Myscha (and Philip), I'm actually glad someone else covered this. Much better detail than I would have been able to give! 

Philip Brewer's picture

Heh. Sorry if I've stolen anyone's thunder. And, thanks for the audio link!

Andrea Karim's picture

Don't be sorry, Philip. Most of my article consisted of anti-Canadian material, as usual. You did a great job outlining the issues without going right over my head.

Guest's picture
Morris C

"The worst situation is to be living in a country with a rising currency while earning your income from a country with a falling one. (The situation of Americans living abroad just now.)"

Exactly right, and this is why so many Americans are learning the relevant languages of the Eurozone countries (German and French I guess being the two biggies, with Dutch nestling in there somewhere), and actually emigrating there to live, work and raise their children. I've been seeing this emigration for a while for American IT and other skilled workers hit hard by outsourcing and the H1B visa mania (and with college debts still to pay), but with the dollar decline, the trickle has become a flood. Nobody really going to places like Britain or Australia since they're having bank runs and debt crises of their own, but the Eurozone is really becoming a draw for both investments and labor.

Not hard to see why-- if you're a trained US high-tech worker and have some language skills, why languish in a job in the USA working ridiculous 80+ hour weeks in abusive environments, for diminishing salaries and the likelihood that you'll soon be laid off anyway, with lousy public schools and inevitably rising obligations (from our country's multiple wars), and worst of all, a tanking national currency that's increasingly worthless and erodes your real wages through inflation and other factors? When you could work in a gorgeous European city like Grenoble, Bonn, Antwerp, Rotterdam or Milan, with reasonable hours (usually 50-60/wk at most and often less), nice benefits, outstanding schools to send your kids to, plus getting paid in a currency like the Euro?

Especially for high-tech centers like the cities in Germany or Belgium, with the gorgeous surroundings of German cities and affordable cost of living (esp in eastern German regions following the Berlin Wall's tumble), the migration flows are easy to understand. I don't think that these flows will get too crazy and I suspect the situation will eventually self-correct somewhat, but the underlying push-pull forces for talented labor are definitely in the Eurozone's direction.

Guest's picture

The exchange rate depends on the market demand for dollars in
Europe. European economy has its own downturn and export to US is not as it should be. Remember Europe is expanding and looking for new markets in new members of European Union. I predict that Europe will be heavy regualated economy in nearest future and will move from free market to centralized Euro-conomy.

For average US family it is time to reconsider portofolio of mutual funds and stocks oriented in Europe or elsewhere. I would diversify so major developments in Europe will not affect my stocks.
It is not sign for major reconsidirations or portofolio changes just slight correction

www.efamilyfinance.com

Guest's picture
Nomi

As an American living in Europe, I can attest that this is really painful. I earn 90% of my income from the U.S. and the downward spiral really hurts. This last week alone, the exchange rate in Paypal went down almost 2% between the dollar and the Euro, which makes it difficult if you are trying to run a business because if you are in a service based business, you can't change your rates week to week.

As far as Morris' comment above about living in the Eurozone, I'm not sure that always makes sense. It's all relative really so just because you are earning in Euros doesn't necessarily mean you have a higher standard of living because often prices are relative to that too.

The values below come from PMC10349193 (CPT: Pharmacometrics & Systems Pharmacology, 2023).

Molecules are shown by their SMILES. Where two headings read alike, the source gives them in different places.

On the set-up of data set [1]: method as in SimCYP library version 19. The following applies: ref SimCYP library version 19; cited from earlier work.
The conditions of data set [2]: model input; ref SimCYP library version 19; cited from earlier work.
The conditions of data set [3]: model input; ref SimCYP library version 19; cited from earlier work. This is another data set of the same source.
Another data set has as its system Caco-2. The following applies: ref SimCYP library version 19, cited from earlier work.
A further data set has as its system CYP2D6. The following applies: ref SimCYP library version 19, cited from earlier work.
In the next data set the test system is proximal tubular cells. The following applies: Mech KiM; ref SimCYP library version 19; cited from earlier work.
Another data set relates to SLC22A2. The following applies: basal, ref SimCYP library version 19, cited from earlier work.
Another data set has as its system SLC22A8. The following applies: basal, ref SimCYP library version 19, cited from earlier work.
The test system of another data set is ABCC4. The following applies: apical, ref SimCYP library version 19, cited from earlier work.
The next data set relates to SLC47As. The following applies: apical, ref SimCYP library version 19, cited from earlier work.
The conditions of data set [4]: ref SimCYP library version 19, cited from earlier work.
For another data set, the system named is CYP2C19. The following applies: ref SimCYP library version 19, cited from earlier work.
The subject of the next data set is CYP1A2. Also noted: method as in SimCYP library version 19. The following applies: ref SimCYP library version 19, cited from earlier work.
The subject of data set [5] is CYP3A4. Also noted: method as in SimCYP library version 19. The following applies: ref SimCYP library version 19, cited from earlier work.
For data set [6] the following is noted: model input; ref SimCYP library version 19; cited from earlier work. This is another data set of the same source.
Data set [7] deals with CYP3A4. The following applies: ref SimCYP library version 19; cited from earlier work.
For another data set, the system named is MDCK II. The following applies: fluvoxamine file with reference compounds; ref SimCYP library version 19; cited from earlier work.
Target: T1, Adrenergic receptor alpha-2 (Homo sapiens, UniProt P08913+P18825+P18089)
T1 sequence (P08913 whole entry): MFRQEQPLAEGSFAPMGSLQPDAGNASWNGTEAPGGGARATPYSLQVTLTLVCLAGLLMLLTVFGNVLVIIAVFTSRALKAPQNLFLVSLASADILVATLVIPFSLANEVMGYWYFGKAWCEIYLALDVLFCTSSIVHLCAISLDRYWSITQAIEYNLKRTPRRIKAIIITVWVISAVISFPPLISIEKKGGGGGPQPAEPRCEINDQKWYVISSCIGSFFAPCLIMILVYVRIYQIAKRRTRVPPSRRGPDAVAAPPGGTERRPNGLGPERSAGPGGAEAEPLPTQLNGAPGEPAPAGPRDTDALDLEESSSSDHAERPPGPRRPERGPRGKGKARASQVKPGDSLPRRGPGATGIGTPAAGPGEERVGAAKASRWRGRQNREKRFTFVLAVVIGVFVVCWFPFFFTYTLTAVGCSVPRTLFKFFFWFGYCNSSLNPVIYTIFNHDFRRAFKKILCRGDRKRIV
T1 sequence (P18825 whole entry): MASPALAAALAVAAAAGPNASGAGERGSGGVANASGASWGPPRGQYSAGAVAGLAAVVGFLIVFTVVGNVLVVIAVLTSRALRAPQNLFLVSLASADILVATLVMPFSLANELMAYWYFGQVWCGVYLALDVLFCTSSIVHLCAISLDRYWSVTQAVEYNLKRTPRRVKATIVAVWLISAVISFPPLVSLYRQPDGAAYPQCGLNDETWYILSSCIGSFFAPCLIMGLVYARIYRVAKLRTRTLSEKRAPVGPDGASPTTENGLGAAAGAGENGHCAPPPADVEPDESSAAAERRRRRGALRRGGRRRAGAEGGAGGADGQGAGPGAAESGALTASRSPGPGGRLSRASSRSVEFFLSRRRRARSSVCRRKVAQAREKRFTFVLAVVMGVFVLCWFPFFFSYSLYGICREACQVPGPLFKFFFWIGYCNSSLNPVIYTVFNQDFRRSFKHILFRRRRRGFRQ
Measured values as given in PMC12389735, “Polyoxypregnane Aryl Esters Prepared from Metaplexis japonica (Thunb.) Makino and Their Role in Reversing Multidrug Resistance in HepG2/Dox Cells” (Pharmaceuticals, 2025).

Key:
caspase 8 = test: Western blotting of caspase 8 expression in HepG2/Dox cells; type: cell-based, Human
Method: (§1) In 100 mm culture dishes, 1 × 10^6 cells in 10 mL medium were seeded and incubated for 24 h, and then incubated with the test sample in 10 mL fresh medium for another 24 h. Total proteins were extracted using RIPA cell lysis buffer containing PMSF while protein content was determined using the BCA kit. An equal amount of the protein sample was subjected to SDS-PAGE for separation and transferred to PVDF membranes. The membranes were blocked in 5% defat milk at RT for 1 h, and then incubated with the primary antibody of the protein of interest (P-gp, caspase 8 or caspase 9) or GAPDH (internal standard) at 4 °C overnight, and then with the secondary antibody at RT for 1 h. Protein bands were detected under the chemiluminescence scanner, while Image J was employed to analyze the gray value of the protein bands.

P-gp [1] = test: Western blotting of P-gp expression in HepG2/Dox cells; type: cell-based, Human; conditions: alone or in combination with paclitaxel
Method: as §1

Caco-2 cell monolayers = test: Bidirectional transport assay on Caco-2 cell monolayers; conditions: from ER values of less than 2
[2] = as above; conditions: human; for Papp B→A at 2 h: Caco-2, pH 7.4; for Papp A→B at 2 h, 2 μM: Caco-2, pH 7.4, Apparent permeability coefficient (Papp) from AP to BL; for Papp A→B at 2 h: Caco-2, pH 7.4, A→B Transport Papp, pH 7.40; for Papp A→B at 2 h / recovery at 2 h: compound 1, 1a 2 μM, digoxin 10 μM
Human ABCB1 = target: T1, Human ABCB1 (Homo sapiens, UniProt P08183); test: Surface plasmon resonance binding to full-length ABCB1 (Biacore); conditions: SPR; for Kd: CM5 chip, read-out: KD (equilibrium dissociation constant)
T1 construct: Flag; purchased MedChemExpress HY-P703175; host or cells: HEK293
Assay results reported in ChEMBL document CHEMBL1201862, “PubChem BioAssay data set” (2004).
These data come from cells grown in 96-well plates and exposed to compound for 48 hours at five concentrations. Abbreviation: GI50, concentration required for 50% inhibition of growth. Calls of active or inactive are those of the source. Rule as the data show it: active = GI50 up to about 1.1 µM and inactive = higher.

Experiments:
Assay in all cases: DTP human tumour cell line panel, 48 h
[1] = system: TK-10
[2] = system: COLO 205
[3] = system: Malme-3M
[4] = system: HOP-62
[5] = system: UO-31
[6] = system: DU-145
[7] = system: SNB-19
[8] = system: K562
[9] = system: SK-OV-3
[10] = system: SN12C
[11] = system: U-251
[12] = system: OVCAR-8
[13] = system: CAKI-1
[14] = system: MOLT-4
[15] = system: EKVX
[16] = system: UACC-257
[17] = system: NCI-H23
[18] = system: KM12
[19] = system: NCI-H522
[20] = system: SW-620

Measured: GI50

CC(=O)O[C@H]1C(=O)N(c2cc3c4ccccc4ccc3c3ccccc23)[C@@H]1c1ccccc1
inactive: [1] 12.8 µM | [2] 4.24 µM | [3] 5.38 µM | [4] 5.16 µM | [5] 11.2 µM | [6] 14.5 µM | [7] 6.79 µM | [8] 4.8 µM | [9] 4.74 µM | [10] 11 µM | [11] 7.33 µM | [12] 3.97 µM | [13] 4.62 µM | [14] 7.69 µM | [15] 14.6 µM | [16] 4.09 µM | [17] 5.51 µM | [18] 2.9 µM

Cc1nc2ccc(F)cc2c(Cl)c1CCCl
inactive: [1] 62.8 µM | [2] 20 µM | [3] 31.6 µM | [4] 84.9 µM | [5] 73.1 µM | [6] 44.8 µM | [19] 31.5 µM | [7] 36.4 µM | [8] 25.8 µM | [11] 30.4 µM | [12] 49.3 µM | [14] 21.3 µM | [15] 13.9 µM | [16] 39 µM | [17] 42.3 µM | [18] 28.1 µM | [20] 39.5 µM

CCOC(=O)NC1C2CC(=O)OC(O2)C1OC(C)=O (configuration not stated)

I don't know how it is in Germany, but in Spain the average wage compared to the cost of living is almost criminal. Most people I know are making about 1000 to 1500€ a month and paying 550-750€ of that just in rent alone and people are living with their parents well into their 30's.

Myscha Theriault's picture

Sorry if that got mis-communicated. What I meant was that since I share a great deal of your philosophies, I've often noticed posts from you while they are only still floating around in my head before I ever even start to write them down. You're just too darn savvy and fast for me, dude!

Keep up the good work! 

 

Philip Brewer's picture

Thanks Myscha (and everyone).

Guest's picture
Guest

Having a full 25% of your portfolio invested in foreign equities is wise in today's global economy and helps you participate in stronger currencies. Investing in large multi-nationals domestically also helps you reap the benefits of foreign currencies that are outpreforming.

There is an added form of diversification you get from owning stock in companies that are doing and growing their business abroad than you get from a firm whose revenues are solely based on one economy.

Philip Brewer's picture

While I generally agree that having some of your money invested internationally is a good idea, I'm not sure that 25% is the one true amount for all investors. In particular, since many large American companies do quite a bit of business overseas (both sales and manufacturing), just investing in an S&P 500 index fund gives you considerable international exposure.

If you have no investments at all, I'd suggest starting with something like an S&P 500 index fund. Only when that got pretty good sized would I suggest that you needed to think seriously about selecting an international fund to complement it. (That's for people living in the US with their income in US dollars. If a large fraction of your income or expenses is in another currency, that should also feed into your investment portfolio decisions as well.)

Guest's picture
Kelja

The mighty dollar is not looking all that mighty. But - remember - the dollar sinks or rises against other paper currencies. The Euro is hitting a new high against the dollar but that doesn't mean europe is the place to be financially. In the end it's all paper. The dollar will be abandoned and hence drop from here for a myriad of reasons, mainly our deficit.

Gold has risen in 5 years from $240 to $730 because it's becoming the currency of choice. As the dollar tanks, expect investors to flee the american equity market, both domestic and foreign investors, then Katy bar the door! After the big dip, some american assets will appear cheap to foreigners, things like Real Estate after it corrects back to 2001 or beyond prices, and american companies.

Philip Brewer's picture

I wrote a bit about gold as an investment a while back. Briefly, I think its "store of value" properties make it a much better buy when it is not approaching its all-time highs.